Planarization of Substrate Topography by Spin Coating

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Original entry: Alexander Epstein, APPHY 226, Spring 2009

Planarization of Substrate Topography by Spin Coating

Authors: L. E. Stillwagon, R. G. Larson, and G. N. Taylor

J. Electrochem. Soc. 134, 8, 2030-2037

Soft matter keywords

Spin coating, thin films, capillarity, viscosity


Abstract from the original paper

The results of a study of topographic substrate planarization with films applied by a spin-coating process are reported. It is shown that spin coating produces conformal film profiles over topographic gaps on the substrate that are wider than about 50 um and that leveling of these gaps can only occur after spinning ceases if the film is able to flow over large distances. A comparison of the major forces acting on the film leads to the conclusion that the flow is driven primarily by capillarity when the width of the gap is less than 5000 um. A theory is developed that relates the time required to level the gaps to their width and to the thickness and viscosity of the film. The results of experiments performed to test the theory are presented and discussed.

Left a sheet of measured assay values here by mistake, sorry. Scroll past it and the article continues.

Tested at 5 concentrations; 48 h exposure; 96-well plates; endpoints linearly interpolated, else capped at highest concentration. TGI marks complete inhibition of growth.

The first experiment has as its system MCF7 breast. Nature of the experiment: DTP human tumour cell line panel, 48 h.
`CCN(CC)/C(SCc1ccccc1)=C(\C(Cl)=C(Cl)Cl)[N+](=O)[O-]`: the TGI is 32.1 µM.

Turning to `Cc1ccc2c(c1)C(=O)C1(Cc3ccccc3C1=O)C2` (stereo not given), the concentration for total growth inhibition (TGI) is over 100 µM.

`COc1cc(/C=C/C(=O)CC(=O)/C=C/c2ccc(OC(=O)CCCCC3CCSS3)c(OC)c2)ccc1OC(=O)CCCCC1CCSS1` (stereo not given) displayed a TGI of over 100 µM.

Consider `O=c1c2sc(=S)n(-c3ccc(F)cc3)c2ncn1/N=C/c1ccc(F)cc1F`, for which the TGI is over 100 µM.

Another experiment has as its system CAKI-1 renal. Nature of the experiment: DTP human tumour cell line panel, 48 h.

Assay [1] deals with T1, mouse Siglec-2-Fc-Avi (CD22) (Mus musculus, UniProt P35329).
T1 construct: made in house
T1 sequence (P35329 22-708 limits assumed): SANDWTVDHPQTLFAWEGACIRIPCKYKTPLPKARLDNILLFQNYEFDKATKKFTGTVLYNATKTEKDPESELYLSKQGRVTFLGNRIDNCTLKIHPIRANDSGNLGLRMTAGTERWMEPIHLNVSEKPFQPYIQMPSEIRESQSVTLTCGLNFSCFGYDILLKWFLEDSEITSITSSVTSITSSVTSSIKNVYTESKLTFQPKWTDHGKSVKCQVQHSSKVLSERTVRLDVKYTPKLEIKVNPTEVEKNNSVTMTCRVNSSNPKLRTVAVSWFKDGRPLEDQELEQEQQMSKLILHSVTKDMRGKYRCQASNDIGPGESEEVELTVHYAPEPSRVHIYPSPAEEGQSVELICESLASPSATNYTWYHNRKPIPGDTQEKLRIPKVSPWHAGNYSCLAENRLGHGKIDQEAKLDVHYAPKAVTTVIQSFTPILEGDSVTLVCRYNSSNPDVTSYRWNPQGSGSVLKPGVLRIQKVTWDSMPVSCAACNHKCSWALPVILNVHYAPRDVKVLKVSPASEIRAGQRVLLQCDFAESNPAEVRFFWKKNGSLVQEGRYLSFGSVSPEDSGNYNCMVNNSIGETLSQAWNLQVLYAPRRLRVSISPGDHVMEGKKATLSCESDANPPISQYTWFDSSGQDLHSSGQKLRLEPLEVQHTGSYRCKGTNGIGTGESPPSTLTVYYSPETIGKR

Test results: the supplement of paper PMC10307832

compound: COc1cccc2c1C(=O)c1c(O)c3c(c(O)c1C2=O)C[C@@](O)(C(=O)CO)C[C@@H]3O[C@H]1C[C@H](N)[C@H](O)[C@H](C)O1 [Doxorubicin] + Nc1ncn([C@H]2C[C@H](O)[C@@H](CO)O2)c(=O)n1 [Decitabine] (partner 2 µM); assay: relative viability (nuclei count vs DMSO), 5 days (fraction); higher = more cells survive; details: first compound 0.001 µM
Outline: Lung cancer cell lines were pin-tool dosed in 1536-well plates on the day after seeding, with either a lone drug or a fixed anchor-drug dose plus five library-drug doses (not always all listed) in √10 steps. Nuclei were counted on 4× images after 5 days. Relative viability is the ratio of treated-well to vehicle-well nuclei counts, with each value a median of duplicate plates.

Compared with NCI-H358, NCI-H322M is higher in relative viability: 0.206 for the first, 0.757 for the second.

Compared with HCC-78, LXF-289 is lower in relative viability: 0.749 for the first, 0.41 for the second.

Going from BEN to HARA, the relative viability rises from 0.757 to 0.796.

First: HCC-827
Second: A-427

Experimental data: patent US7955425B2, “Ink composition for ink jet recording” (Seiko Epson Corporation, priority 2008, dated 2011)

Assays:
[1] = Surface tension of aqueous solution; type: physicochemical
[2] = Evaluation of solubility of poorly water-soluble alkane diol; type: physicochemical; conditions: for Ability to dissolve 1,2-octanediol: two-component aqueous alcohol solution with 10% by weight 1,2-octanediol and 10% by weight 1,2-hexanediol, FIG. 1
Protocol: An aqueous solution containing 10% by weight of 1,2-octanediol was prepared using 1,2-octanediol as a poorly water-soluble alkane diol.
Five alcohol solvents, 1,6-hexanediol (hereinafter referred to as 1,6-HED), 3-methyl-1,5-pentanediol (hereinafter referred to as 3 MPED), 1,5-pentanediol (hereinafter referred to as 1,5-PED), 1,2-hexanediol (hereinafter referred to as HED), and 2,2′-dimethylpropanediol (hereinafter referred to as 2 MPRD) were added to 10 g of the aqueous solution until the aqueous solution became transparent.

Soft matters

Brief background

Spin coating is a widely used technique for coating a flat substrate with a thin film of a liquid material. It is particularly used in the electronics industry, where integrated circuits are manufactured by a sequence of photolithographic steps. However, these processing steps often result in not-so-flat topography. Modern IC's feature interlevel interconnects that can extend microns upward. The empirical "Moore's Law" tells us that maximum transistor density has been doubling in new computing hardware every 18 months since the early 1970s. Now consider basic physics as it applies to photolithography: resolution or minimum linewidth (l) and depth of focus (d) are related to the exposure wavelength (<math>\lambda</math>) and the numerical aperture (NA) of the lens as follows.

<math>l \propto \lambda/NA</math>
<math>d \propto \lambda/(NA)^2</math>

To achieve higher and higher resolution, we can decrease exposure wavelength or increase the numerical aperture; but either approach also reduces the depth of field. Reduced depth of field means that the process is more sensitive to non-flat spin coat topography resulting from a complex multi-level substrate. This has been worked around by using multilayer resist schemes, in which a thick spin-coated bottom layer planarizes the substrate topography, and only a thin top layer is used for imaging. Early studies of planarization of substrate topography revealed definite limitations. One important limitation, which this paper explains, is that the planarizing range of spin coated films is limited to a distance of about 50 um.

Fig. 1 Drawing of the film profile over a gap when the centrifugal and capillary forces are exactly balanced.

Force analysis